What Happens When You Have High Blood Iron Levels


“My doctor told me that my blood iron levels are high. I am a 45 year-old father of two young boys. I feel fine and am healthy. Do I need to be concerned?”

This is a very common reason why people visit either a liver or blood specialist for a consultation. There are many causes of high blood iron levels including previous blood transfusions, alcohol use, certain hematologic disorders such as thalassemia, and hereditary hemochromatosis. Of these disorders, hereditary hemochromatosis is the most common and worrisome.

Hereditary hemochromatosis is a genetic disorder which leads to increased absorption of iron by the small intestine. Normally, the body has a regulatory mechanism by which only a fixed amount of iron will be absorbed. In hereditary hemochromatosis, this regulatory mechanism is disrupted and there is no control on the amount of iron absorbed. The absorbed iron is transferred and deposited in several organs such as the liver, heart, pancreas, skin and joints. The increase in iron stores can lead to problems such as cirrhosis, diabetes, heart disease, bronze skin and joint pains.

Most patients with hereditary hemochromatosis do not know they have it. Occasionally, young people may first be diagnosed with hereditary hemochromatosis after having an irregular heart beat. This may occur particularly after taking vitamin C, which leads to increases the amount of iron absorbed by the small intestine.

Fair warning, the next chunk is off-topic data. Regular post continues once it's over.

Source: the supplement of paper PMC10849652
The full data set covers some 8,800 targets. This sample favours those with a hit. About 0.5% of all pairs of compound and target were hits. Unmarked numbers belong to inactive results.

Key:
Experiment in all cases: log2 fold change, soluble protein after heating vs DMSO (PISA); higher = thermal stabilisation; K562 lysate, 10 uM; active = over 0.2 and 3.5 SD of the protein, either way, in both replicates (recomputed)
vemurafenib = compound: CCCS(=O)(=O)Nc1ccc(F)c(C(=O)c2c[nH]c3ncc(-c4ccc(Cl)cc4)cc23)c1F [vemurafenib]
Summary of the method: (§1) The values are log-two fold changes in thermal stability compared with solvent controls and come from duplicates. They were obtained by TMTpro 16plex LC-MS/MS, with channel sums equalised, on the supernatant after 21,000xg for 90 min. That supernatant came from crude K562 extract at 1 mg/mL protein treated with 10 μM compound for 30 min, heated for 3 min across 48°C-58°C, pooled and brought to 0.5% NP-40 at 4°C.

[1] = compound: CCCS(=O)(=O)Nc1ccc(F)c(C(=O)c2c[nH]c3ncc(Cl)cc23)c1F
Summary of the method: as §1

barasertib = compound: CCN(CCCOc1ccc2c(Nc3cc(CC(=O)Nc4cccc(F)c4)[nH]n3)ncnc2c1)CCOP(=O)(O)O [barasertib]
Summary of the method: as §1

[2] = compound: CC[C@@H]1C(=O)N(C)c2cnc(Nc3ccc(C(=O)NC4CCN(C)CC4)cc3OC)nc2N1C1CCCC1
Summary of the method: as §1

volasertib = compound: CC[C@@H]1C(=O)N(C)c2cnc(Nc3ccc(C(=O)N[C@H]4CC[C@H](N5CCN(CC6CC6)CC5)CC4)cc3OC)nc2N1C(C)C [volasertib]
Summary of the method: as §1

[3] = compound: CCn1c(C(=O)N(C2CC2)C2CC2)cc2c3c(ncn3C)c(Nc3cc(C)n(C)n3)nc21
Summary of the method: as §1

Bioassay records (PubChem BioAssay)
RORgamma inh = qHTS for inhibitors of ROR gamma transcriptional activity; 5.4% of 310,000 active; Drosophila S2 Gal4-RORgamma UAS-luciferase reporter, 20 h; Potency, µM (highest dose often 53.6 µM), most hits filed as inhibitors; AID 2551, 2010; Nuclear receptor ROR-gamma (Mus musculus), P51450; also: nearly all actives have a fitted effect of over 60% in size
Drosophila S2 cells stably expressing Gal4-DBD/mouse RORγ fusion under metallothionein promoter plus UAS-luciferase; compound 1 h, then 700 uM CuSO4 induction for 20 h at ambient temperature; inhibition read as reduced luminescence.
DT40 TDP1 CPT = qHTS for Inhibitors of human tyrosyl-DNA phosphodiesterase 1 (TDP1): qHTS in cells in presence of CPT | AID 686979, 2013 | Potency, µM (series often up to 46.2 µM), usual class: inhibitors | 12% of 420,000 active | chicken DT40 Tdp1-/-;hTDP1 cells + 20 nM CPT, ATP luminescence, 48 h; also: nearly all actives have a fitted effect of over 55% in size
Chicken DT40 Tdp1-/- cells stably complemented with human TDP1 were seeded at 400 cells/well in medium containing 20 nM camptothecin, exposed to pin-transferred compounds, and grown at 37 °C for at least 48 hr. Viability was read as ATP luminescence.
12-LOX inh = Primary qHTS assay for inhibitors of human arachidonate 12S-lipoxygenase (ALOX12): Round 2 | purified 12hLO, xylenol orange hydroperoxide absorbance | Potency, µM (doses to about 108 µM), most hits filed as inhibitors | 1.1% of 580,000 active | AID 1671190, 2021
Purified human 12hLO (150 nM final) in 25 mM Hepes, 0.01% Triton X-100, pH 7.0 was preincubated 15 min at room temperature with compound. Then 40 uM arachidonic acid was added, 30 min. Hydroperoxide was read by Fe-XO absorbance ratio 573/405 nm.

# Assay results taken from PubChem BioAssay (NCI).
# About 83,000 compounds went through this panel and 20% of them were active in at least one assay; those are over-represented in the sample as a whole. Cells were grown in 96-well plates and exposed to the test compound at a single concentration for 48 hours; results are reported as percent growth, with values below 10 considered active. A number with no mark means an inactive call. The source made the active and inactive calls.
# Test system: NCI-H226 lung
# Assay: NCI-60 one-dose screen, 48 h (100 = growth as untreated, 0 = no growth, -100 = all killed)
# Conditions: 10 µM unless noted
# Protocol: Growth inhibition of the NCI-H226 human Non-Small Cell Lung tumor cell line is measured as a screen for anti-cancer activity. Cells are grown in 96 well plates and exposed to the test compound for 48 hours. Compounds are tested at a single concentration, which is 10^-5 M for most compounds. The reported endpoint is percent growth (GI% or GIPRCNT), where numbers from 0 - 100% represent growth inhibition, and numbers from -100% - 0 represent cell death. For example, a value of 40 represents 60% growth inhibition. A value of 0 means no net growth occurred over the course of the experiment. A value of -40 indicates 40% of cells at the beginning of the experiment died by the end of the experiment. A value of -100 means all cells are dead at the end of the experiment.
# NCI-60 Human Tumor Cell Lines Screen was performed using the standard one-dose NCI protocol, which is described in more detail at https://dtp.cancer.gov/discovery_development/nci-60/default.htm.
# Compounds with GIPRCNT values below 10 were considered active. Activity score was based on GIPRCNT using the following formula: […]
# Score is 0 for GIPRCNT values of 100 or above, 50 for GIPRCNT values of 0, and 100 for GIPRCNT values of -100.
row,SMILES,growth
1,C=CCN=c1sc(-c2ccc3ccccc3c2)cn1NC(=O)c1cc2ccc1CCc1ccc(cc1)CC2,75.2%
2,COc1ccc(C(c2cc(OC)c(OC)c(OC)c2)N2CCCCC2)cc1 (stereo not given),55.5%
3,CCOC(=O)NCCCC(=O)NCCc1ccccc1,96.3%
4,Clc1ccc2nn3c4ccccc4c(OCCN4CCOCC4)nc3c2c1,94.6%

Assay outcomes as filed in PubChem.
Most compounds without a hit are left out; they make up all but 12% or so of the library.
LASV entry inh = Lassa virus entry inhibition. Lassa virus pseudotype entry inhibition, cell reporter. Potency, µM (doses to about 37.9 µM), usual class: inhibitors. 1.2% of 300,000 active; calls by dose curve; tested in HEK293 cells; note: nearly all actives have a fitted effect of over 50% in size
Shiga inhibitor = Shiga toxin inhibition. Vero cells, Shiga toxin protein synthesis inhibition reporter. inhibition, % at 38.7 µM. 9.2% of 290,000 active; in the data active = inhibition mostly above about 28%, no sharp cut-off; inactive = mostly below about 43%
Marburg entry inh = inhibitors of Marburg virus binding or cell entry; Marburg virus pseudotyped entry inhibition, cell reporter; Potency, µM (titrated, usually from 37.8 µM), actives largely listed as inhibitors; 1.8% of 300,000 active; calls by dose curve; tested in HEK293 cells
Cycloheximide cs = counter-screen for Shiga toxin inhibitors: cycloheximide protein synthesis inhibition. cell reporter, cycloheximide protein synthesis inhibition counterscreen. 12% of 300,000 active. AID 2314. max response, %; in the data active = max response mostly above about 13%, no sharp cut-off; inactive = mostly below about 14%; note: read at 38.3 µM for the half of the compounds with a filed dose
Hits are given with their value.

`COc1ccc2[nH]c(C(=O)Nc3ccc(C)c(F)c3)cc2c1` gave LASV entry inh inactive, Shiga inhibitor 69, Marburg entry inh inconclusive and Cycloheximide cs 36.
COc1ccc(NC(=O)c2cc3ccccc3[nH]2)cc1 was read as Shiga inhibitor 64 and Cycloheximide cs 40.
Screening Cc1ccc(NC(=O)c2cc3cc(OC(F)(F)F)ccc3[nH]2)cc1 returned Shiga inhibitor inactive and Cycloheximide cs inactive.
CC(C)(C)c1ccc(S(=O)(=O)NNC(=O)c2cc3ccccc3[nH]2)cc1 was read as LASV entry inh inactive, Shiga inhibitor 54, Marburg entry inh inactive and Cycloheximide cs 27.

Most people with this disorder have no symptoms until they reach their 40s or 50s as the accumulation of iron in the tissues is a life-long process. When symptoms occur, the most common ones are fatigue, impotence, joint pains or symptoms related to new-onset diabetes. Many people with hereditary hemochromatosis will develop cirrhosis and 30 percent will develop liver cancer, which is the most common cause of death in these patients.

Hereditary hemochromatosis is the most common inherited autosomal recessive liver disease in Caucasian populations but can be found in all peoples. About one in ten people are carriers of the gene causing this disease and one in 300 people have the disease. The diagnosis of hemochromatosis is made through a combination of serum iron and ferritin levels, genetic testing, MRI findings and /or liver biopsy with specific testing of the hepatic iron index.

The treatment of hemochromatosis is phlebotomy or removal of blood until iron and ferritin levels normalize. Once levels normalize, phlebotomy is usually performed three to four times a year in order to maintain normal levels. For those patients unable to undergo phlebotomy because of heart disease, anemia or poor venous access, oral iron chelation therapy is available. If treatments are initiated before cirrhosis appears or heart disease occurs, all potential long-term complications of this disease can be prevented.

The key to treatment of this disease is to catch it early. It’s important that all people be screened for this condition with iron studies. Once someone is diagnosed with hemochromatosis, it is important to screen immediate family for its presence. This is a hereditary disease so if one member of the family has it, it’s likely that other members have it is as well.

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